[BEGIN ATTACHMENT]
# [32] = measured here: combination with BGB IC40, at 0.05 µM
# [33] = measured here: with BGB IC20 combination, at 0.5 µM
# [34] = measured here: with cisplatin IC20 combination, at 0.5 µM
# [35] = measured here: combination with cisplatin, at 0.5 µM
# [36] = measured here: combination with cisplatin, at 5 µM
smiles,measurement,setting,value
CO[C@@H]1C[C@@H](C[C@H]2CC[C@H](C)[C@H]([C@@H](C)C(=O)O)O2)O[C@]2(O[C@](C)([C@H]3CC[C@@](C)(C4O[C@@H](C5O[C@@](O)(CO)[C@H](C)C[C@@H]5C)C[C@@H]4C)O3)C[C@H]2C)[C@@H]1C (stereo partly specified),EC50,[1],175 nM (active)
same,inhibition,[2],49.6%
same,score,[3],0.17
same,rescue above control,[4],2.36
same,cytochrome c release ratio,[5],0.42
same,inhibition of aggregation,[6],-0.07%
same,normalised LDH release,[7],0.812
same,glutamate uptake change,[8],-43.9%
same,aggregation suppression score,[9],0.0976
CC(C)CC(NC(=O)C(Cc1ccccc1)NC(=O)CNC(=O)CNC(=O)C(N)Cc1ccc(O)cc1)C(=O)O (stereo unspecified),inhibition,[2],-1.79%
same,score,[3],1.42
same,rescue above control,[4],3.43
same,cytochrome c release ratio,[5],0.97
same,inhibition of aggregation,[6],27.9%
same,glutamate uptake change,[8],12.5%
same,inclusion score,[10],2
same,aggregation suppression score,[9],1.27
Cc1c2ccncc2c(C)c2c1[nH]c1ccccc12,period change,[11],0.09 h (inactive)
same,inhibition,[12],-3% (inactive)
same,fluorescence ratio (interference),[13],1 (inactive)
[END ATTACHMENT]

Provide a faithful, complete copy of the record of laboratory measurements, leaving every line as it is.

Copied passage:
# [32] = measured here: combination with BGB IC40, at 0.05 µM
# [33] = measured here: with BGB IC20 combination, at 0.5 µM
# [34] = measured here: with cisplatin IC20 combination, at 0.5 µM
# [35] = measured here: combination with cisplatin, at 0.5 µM
# [36] = measured here: combination with cisplatin, at 5 µM
smiles,measurement,setting,value
CO[C@@H]1C[C@@H](C[C@H]2CC[C@H](C)[C@H]([C@@H](C)C(=O)O)O2)O[C@]2(O[C@](C)([C@H]3CC[C@@](C)(C4O[C@@H](C5O[C@@](O)(CO)[C@H](C)C[C@@H]5C)C[C@@H]4C)O3)C[C@H]2C)[C@@H]1C (stereo partly specified),EC50,[1],175 nM (active)
same,inhibition,[2],49.6%
same,score,[3],0.17
same,rescue above control,[4],2.36
same,cytochrome c release ratio,[5],0.42
same,inhibition of aggregation,[6],-0.07%
same,normalised LDH release,[7],0.812
same,glutamate uptake change,[8],-43.9%
same,aggregation suppression score,[9],0.0976
CC(C)CC(NC(=O)C(Cc1ccccc1)NC(=O)CNC(=O)CNC(=O)C(N)Cc1ccc(O)cc1)C(=O)O (stereo unspecified),inhibition,[2],-1.79%
same,score,[3],1.42
same,rescue above control,[4],3.43
same,cytochrome c release ratio,[5],0.97
same,inhibition of aggregation,[6],27.9%
same,glutamate uptake change,[8],12.5%
same,inclusion score,[10],2
same,aggregation suppression score,[9],1.27
Cc1c2ccncc2c(C)c2c1[nH]c1ccccc12,period change,[11],0.09 h (inactive)
same,inhibition,[12],-3% (inactive)
same,fluorescence ratio (interference),[13],1 (inactive)